Indians relied on borrowed money as their income dried up during the Covid-19 pandemic:
- Outstanding credit card debt defies the gravitational pull of persistent inflation and slower growth
- Credit cards are India’s staggering Rs. 1,529 billion. 35 trillion personal loans
- Lending against gold jewelry was at a higher level at the height of the pandemic
People are spending more than they take home, forcing families to dip into their savings or borrow money to make up the difference.
why is it important
Pandemic-induced financial strains and high inflation are pushing households to take on more debt, especially loans tied to durable consumer credit card payments and fixed deposit loans.
The data suggests that by borrowing more, consumers kept retail spending at higher levels as inflation rose. The Reserve Bank of India reported that personal debt soared to Rs. 35.2 trillion at the end of June this year. At the same time, interest rates began to rise from historically low levels and retail price inflation jumped to an eight-year high of 7.4%.
“June 2022 was the sixth consecutive month that headline CPI inflation remained at or above the upper tolerance level of 6%. Looking ahead, the path of inflation continues to be heavily dependent on the changing geopolitical developments, international commodity market dynamics, global financial market developments and the spatial and temporal distribution of the southwest monsoon,” the RBI Governor said last week.
The total outstanding amount of personal loans has jumped by nearly 10 trillion rupees over the past two years.
In June 2022, personal credit grew at an annual rate of 18%, double percentage points (nine%) from July 2020 before the peak of the COVID-19 pandemic.
Consumer debt levels rose across all categories, but mortgage, vehicle and credit card debt were the main driver of the overall increase. Home loans have soared by almost Rs. 4 trillion since July 2020, outstanding car loans have increased by almost Rs. 2 trillion, credit card debt has jumped by Rs. 515 billion, and the debt classified as “other personal loan” in the report rose by Rs. 2 trillion. However, loans against stocks and bonds remained stable at around Rs 3 billion only.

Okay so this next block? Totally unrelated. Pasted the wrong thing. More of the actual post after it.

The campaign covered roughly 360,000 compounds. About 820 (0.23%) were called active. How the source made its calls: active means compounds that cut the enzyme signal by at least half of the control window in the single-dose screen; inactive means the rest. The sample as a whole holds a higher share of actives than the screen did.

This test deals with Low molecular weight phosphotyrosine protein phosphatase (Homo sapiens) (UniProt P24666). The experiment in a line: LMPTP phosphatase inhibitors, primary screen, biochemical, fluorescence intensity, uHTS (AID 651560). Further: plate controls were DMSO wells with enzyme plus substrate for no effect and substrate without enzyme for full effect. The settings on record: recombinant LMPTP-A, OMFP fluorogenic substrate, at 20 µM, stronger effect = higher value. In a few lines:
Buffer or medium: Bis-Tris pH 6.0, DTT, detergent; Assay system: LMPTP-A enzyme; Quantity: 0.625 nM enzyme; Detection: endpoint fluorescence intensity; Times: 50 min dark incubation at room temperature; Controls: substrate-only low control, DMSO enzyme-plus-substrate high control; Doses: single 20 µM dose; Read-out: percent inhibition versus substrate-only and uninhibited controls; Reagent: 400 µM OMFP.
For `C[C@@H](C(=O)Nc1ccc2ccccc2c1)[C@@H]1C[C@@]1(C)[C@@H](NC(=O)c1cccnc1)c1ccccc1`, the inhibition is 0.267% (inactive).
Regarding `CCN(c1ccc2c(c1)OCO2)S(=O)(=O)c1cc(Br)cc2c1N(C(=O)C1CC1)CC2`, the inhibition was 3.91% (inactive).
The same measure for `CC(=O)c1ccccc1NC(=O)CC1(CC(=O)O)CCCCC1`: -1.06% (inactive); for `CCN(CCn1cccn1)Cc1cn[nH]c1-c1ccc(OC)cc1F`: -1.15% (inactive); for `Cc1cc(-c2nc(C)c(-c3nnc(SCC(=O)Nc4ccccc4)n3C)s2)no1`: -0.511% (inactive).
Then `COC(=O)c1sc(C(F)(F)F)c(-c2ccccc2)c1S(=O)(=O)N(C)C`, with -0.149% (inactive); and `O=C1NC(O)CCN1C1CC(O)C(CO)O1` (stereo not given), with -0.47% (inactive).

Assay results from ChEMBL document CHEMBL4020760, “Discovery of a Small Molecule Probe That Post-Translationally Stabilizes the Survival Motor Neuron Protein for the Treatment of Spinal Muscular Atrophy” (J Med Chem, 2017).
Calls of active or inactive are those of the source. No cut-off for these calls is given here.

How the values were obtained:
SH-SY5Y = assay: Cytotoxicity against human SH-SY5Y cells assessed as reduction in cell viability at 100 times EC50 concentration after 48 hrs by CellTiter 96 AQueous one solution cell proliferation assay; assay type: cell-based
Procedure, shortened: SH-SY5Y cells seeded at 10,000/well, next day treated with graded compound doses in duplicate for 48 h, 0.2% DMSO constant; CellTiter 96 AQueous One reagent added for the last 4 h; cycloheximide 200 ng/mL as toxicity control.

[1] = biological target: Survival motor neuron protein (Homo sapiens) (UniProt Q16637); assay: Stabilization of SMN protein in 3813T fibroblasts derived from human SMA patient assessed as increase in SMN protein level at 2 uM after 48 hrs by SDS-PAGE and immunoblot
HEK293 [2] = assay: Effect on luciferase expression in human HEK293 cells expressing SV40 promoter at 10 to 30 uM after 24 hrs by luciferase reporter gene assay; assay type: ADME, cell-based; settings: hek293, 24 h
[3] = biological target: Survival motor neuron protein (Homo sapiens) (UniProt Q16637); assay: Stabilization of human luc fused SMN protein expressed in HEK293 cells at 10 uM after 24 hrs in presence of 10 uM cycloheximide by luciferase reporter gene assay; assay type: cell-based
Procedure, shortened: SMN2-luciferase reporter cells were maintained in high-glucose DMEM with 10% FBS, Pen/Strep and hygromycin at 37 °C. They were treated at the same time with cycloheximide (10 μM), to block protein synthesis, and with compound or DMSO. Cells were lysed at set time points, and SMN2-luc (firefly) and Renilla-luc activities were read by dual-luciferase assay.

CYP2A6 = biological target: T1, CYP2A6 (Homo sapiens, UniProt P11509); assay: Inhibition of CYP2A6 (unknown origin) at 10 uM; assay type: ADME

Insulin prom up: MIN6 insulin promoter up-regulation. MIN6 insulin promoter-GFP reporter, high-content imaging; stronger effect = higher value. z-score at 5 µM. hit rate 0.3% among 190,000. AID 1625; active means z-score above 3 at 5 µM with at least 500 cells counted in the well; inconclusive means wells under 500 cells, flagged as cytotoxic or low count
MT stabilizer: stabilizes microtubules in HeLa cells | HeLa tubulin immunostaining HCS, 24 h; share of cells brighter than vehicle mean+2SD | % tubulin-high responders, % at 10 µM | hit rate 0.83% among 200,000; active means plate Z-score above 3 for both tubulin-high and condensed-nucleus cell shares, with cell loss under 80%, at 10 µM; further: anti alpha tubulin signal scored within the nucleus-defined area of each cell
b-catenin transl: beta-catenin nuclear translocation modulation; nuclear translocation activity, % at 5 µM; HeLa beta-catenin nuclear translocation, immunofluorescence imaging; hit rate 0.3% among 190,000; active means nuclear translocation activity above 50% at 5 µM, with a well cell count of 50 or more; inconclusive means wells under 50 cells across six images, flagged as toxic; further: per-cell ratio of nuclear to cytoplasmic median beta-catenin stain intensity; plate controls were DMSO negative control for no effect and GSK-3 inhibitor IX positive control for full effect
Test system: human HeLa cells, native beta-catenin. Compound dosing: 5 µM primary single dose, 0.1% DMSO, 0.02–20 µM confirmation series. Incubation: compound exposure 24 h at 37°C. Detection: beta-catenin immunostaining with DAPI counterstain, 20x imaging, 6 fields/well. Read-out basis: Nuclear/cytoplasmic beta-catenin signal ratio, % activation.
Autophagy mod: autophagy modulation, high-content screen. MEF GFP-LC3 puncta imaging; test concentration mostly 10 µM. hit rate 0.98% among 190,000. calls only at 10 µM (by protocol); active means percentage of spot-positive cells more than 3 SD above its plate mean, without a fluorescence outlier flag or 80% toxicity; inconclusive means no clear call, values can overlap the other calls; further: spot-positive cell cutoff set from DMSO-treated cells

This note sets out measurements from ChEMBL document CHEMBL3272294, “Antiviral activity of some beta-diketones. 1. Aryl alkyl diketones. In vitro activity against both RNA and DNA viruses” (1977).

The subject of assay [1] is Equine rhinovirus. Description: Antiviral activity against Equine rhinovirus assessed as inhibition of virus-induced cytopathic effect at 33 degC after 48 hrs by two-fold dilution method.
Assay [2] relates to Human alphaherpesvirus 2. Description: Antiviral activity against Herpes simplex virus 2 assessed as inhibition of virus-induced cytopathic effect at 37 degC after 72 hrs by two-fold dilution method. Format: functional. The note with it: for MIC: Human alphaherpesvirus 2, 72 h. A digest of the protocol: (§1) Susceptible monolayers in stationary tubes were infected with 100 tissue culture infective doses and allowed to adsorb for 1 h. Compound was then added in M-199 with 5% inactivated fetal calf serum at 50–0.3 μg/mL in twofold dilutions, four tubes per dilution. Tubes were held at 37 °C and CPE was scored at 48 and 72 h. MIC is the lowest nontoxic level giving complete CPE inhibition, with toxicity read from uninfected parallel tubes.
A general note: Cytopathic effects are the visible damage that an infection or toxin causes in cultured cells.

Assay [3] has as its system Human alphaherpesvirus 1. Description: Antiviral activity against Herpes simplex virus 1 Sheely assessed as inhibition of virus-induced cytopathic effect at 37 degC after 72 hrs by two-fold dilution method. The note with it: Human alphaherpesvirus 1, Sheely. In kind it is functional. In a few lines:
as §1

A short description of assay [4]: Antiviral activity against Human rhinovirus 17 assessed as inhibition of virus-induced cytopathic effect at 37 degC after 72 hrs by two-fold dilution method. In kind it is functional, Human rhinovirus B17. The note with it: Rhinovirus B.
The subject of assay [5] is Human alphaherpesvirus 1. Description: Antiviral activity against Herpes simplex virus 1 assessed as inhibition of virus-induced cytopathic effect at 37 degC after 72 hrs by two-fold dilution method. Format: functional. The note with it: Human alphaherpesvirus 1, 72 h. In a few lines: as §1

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These facts raise two questions: what caused this mountain of debt to arise and what are the consequences? First, since real wages for most of the working population have stagnated or fallen, especially since the start of the pandemic, people have responded in part by borrowing to maintain or increase their standard of living.
Is increasing personal debt good or bad?
Ideally, household savings and spending drive the economy. Spending creates demand and saving promotes investment. But in times of financial stress, consumption matters more than savings. A recession hits savings, while consumption deteriorates after exhausting all available financial resources, including borrowing.
The current trend is not alarming, but relying on personal demand based on credit for a certain period can create a big challenge for the economy. Historically low interest rates or no-fee EMIs and intense competition among lenders have pushed millions of Indians to borrow to buy homes or durable consumer goods.
The big picture
Demand for personal loans surged in the first quarter of fiscal 2023. Outstanding personal loans increased in April. After a slight moderation in May, it jumped again in June. Maximum growth was reported in consumer durables and gold loans, followed by vehicles and credit cards.
Growing personal debt is not only rising in India. In the United States, household debt topped $16 trillion for the first time in the second quarter of 2022 to cope with ongoing record inflation. Credit card user balances also rose by $46 billion over the same period, a 13% spike with the biggest year-over-year jump in 20 years, the Reserve reported. federal government in New York last week.
The Covid-19 pandemic has led to a spike in household debt relative to the GDP rate. According to research by the State Bank of India, household debt rose sharply to 37.3% in fiscal 2021 from 32.5% in 2020 (BIS estimates are 37.7% in December 2020). However, the bank hopes that household debt as a percentage of GDP “decreased to 34% in Q1FY22 with the proportional increase in GDP in Q1, although it increased in absolute terms”.
According to the Bank for International Settlements paper, in the short term, rising household debt is fueling consumption and GDP growth. In the long term, if the share of household debt in GDP exceeds 60%, it can harm the economy. However, the situation in India is not alarming since the share of household debt in GDP is below this level.
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